Earning a Master's in Construction Management Online

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According to the Associated General Contractors of America (AGC), the U.S. construction industry employs over 7 million employees and annually creates structures worth $1.3 trillion. Construction managers are tasked with ensuring U.S. construction projects are completed on time and within budget, and the U.S. Bureau of Labor Statistics (BLS) projects 11% growth in this industry from 2016-2026. A construction manager or site project manager typically holds a bachelor's degree, and employers often look for degrees in construction science, construction management, and civil engineering. Earning a master's in construction management online will position you to meet the educational expectations of construction managers today with the added benefit of additional experience and specialization, ultimately giving you an edge over the competition.

Student Profile: Who Earns an Online Master's Degree in Construction Management?

With a master's in construction management online degree, students today can often fast-track career advancement. Specializing in a particular area of construction, like green building, gives master's graduates a competitive edge. As BLS notes, many firms today begin their search with candidates who hold at least a bachelor's degree in construction science or a related area. By earning a master's in construction management, you stand out among other candidates because of your advanced credentials and additional expertise, factors valued highly by firms. Construction managers with several years of experience can also advance their careers by returning to school for their master's to learning additional skills.

Why Get a Master's Degree in Construction Management?

Pursuing Specialization

Pursuing a specialization allows students to become expertins in a specific subfield of construction. Sustainable or green building is just one example of a growing area of construction. The push to create new structures that minimize environmental impact also affects existing buildings and spaces, requiring them to receive an upgrade. As retrofits and complex construction projects grow, so too does a demand for construction managers with specialized training, which a construction management master's degree prepares you for. Top specializations in construction include sustainable/green construction, real estate development, and project management.

Career Advancement Opportunities

Construction managers possess a combination of skills that integrate business management, tech knowledge, strong communication, and critical thinking. A master's in construction management online degree prepares students for the next level of managing. An advanced degree opens the door to higher-level positions, oftentimes translating to a higher pay rate. Further, as BLS notes, construction managers also earn bonus pay commensurate with the amount of business they're able to generate.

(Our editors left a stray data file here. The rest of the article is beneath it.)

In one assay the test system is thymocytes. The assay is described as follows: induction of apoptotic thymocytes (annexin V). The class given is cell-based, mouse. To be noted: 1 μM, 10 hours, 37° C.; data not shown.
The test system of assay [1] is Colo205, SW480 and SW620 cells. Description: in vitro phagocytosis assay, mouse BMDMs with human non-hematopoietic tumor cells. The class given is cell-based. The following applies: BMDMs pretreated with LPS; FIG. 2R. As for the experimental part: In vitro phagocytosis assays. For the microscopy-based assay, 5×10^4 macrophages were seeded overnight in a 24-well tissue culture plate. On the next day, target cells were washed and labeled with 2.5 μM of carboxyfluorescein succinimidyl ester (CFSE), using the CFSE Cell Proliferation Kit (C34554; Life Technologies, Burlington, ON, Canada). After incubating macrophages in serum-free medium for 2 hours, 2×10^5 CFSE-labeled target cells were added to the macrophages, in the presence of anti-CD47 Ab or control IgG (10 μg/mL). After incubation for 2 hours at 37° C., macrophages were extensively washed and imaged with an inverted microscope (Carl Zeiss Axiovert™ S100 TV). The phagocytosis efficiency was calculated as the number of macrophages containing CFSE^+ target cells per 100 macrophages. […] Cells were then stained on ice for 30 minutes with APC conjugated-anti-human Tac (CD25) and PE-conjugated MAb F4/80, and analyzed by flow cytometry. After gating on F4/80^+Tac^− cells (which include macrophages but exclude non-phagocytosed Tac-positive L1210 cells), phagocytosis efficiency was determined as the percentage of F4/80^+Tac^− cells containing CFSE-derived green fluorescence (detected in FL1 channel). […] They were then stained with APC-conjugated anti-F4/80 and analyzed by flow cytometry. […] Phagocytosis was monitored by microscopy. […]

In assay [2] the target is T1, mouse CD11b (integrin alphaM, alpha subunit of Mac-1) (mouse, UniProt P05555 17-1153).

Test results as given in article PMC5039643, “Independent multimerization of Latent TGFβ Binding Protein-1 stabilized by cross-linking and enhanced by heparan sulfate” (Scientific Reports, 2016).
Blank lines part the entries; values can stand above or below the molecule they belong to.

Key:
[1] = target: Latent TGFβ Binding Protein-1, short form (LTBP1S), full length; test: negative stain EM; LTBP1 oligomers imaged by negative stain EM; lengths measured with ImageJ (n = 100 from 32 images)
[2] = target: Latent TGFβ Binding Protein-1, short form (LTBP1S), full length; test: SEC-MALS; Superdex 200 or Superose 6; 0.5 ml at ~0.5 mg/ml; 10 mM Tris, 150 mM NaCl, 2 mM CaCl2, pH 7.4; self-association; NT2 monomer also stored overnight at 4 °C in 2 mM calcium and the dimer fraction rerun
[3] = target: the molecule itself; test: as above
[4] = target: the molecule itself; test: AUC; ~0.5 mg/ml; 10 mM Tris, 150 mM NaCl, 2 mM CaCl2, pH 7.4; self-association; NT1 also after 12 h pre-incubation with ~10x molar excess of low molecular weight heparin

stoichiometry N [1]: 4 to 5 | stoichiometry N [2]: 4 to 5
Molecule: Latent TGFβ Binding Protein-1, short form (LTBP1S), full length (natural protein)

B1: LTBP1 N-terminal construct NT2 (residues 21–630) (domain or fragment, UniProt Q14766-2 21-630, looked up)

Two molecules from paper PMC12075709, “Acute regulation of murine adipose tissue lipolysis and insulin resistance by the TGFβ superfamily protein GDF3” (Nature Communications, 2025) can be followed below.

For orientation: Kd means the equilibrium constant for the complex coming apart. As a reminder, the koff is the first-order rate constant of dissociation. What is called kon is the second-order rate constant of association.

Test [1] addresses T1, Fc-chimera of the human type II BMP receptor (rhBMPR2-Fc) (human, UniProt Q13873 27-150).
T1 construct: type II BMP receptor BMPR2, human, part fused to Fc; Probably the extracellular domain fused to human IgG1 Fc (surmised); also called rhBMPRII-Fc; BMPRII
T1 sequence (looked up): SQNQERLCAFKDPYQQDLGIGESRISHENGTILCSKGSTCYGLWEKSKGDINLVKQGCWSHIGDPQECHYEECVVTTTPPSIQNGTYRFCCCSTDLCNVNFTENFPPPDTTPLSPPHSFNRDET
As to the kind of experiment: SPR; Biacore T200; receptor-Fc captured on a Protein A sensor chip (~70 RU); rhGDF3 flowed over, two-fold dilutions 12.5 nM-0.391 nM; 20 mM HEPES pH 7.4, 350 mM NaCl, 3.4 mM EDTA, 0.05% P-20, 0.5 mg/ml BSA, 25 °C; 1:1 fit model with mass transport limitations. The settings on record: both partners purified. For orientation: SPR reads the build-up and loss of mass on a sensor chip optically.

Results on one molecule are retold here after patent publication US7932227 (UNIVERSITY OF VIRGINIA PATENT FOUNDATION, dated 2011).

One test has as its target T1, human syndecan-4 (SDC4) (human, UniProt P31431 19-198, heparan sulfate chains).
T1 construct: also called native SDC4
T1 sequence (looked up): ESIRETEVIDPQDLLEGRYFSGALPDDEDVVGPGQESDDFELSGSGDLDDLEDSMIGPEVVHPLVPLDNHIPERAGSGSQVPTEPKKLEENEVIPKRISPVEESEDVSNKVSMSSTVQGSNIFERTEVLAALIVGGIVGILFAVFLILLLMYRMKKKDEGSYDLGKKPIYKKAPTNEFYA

Online Learning Technology

Regardless of your concentration, core courses in a master's in construction management online degree cover the latest in construction concepts, theories, principles, and technology. Mastering the latest technology is critical as programs assist with various aspects of construction including design, cost analysis, site logistics, and estimating bids. A construction management master's degree may fall under business at a school, but most often you'll find it part of a school or department dedicated to technology or engineering, underscoring the role of tech.

Prerequisites for Online Construction Management Programs

There are several prerequisites for a master's in construction management online degree that students may be asked to demonstrate or provide proof of during the application process. Keep in mind the specific parameters of the prerequisites will vary depending on choice of school and program.

    • Work Experience: Prior work experience is not typically a prerequisite to apply to a master's degree in construction management program; you can apply immediately after earning a bachelor's degree in a major other than construction. However, many who pursue a master's in construction management have years of experience. Students with an undergraduate degree in a subject other than construction can gain experience prior to their studies through an internship or entry-level position at a local company.